Adventures in Ethics and Science

Archives for October, 2008

Another generous donor (who prefers to remain anonymous) made a contribution to my challenge and requested some artwork from the sprogs. The requested subject matter, cats, is one about which the Free-Ride offspring are pretty enthusiastic (perhaps because I’m allergic to cats and can’t live with them). So, send in the cats:

My Oxbridge interview.

Drawing on the Guardian article on the sorts of interview questions being deployed by Oxford and Cambridge to “identify intellectual potential” in prospective undergraduates: How do you organise a successful revolution? And, given the present political climate, why don’t we let the managers of Ikea run the country instead of the politicians? As a university…

My better half was clearing plates from the kitchen table as I was cooking something. Dr. Free-Ride’s better half: Hey, I thought our kids like zucchini bread. Dr. Free-Ride: They do. That piece was [the kid across the street’s] — always gladly accepts a snack, never has more than a few bites. Dr. Free-Ride’s better…

What would the Blogger Challenge be without hand-drawn bar-graphs?

Garden update: day 89.

Nearly three months after we sowed the seeds in our raised garden beds, it feels like we’re on the edge of a change of seasons. The days are still quite warm (with temperatures in the mid-eighties for most of the past week), but the days are definitely cooler, and the hours or sunlight grow shorter…

At long last, we review a book to which we have alluded in at least two previous posts. The book: The Periodic Table: Elements with Style, written by Adrian Dingle, illustrated by Simon Basher. (Boston: Kingfisher, 2007)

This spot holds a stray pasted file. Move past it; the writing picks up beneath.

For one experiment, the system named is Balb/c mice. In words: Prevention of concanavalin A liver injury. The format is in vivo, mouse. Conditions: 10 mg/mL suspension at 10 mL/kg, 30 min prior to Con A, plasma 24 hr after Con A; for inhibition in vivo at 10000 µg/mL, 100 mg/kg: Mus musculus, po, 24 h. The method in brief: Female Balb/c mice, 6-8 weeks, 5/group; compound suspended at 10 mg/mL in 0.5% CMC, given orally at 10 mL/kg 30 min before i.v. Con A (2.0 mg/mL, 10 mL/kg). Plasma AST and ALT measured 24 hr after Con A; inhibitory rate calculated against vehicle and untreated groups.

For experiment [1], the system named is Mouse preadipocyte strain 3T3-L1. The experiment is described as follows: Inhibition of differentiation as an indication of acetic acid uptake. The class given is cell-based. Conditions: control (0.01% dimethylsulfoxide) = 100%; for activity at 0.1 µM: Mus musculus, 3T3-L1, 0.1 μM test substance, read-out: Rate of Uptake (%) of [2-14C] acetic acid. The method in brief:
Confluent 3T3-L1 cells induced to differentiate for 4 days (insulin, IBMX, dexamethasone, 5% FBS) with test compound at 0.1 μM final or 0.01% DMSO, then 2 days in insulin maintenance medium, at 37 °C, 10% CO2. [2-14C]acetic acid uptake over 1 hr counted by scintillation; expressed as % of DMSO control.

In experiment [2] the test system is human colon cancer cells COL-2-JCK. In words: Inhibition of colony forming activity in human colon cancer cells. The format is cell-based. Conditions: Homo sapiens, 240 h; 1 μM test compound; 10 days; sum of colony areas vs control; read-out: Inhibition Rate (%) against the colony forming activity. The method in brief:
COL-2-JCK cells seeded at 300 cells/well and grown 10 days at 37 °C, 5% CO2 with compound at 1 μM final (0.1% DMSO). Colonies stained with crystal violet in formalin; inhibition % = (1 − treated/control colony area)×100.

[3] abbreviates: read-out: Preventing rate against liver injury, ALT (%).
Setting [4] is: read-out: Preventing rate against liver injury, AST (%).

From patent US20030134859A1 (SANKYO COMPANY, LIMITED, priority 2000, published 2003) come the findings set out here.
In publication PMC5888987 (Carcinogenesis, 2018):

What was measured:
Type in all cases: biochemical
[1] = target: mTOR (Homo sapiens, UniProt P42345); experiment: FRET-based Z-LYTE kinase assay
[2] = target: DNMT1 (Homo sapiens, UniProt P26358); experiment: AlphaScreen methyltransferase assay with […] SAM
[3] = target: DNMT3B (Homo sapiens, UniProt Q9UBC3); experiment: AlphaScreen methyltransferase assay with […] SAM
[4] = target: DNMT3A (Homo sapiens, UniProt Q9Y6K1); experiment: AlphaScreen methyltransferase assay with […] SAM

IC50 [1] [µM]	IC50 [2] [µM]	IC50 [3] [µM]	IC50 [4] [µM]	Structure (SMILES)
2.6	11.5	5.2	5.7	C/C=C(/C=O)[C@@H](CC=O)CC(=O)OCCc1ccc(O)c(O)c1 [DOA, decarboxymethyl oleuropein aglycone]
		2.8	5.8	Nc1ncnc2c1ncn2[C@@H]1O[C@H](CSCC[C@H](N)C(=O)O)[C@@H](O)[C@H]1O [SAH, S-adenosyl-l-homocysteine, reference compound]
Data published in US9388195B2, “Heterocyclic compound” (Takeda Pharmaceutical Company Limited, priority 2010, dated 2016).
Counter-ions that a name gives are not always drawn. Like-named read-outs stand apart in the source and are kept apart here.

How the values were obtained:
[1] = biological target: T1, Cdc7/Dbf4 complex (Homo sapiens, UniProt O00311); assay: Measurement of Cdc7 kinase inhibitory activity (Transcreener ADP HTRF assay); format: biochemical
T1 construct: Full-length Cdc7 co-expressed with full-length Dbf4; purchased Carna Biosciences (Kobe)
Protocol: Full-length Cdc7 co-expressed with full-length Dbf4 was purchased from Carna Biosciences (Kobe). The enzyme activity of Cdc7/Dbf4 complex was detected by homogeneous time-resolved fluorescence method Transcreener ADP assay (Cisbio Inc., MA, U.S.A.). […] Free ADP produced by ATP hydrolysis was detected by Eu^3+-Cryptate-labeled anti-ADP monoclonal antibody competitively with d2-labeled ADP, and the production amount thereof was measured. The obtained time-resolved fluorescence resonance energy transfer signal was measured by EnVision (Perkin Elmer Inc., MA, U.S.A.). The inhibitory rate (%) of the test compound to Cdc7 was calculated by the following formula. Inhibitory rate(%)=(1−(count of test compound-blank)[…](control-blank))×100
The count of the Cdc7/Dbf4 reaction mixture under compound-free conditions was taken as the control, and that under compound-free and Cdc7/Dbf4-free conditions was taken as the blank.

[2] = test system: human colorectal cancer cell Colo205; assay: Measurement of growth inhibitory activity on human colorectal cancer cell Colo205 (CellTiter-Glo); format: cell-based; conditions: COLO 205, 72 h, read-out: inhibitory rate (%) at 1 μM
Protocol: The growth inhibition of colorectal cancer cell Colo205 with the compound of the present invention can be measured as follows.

Over at Effect Measure, Revere takes issue with a science educator’s hand-wringing over what science students (and scientists) don’t know. In a piece at The Scientist, James Williams (the science educator in question) writes: Graduates, from a range of science disciplines and from a variety of universities in Britain and around the world, have a…

The myth that will not die.

Dear Sarah Gardner and Marketplace producers, I listened with interest to your story on today’s show about the current prospects for the solar energy sector. While the story was engaging, I have a nit to pick.

This is a project in Brian Switek’s DonorsChoose Blogger Challenge, and if it doesn’t find full funding by the end of today, it’s not going to happen.

There’s an article in the 19 September 2008 issue of Science (“And Then There Was One”) [1] that catches up with many of the 30 men and women who made up the incoming class of 1991 in the molecular biophysics and biochemistry (MB&B) Ph.D. program at Yale University. The article raises lots of interesting questions,…